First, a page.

It just keeps getting worse

It just keeps getting worse.

In the span of just a few hours on Monday, New York Times reporter Glenn Thrush and CBS/PBS broadcaster Charlie Rose joined the ever-growing dishonor roll of high-profile male journalists publicly accused of sexually harassing their female colleagues.

That Hall of Shame includes Mark Halperin, Michel Oreskes, Jann Wenner, Leon Wieseltier, Matt Zimmerman, Bill O’Reilly and the late Roger Ailes of Fox News, and many others across the media landscape we’ll never know because they are not famous or prominent enough to warrant a news story.

And this is far from over. I predict we’re going to hear a lot more stories of powerful media men taking advantage of their positions of prominence to perform unwanted acts of sexual aggression toward younger (often much younger) men and women at a point in their careers where they are the least powerful, the least influential.

How many smart, talented journalists have our industry lost because of sexual harassment? How many have left our profession, their careers cut short, because they could no longer tolerate the unwanted advances of a boss or co-worker? We’ll never know, and that might be the worst part of it all.

So what can we do? As SPJ ethics chairman Andrew Seaman wrote earlier this month, we need to create a culture where would-be harassers are too scared to act on their worst instincts.

As Seaman points out, the Society of Professional Journalists’ Code of Ethics calls on journalists to “expose unethical conduct in journalism, including within their organizations” and to “abide by the same high standards they expect of others.”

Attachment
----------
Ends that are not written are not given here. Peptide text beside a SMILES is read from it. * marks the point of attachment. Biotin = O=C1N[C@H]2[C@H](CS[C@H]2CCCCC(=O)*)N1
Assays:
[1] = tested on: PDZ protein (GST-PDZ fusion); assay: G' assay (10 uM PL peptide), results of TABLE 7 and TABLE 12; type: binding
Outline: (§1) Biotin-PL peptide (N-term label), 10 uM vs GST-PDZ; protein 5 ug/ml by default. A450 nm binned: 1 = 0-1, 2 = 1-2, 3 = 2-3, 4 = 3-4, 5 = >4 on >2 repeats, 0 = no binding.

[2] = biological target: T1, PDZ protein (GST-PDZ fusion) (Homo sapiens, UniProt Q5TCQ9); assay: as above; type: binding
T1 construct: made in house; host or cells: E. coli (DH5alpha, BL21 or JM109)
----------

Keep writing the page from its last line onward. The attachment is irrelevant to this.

Here are a few other ways that might help rid journalism of the scourge of sexual harassment:

  1. Demand that your newsroom, no matter its size, has a sexual harassment policy on the books.
  2. Insist that the sexual harassment policy be acknowledged in writing as having been read by every single employee.
  3. Urge your HR department or newsroom leaders to host annual sexual harassment training for all employees.
  4. Establish a peer-support network of employees, outside the chain-of-command, that can be a go-to place for victims of sexual misconduct and that’s trained to bring reports of sexual misconduct to those who might be able to make it stop.

Meanwhile, I’ve requested that all of SPJ’s regional conferences this spring host a discussion about the issue of sexual harassment in newsrooms. And I’m urging SPJ chapters to sponsor an event about what to do when encountering sexual harassment on the job.

Hopefully these discussions – inside and outside the newsroom – can help purge the predators and protect the respectable practitioners of journalism.



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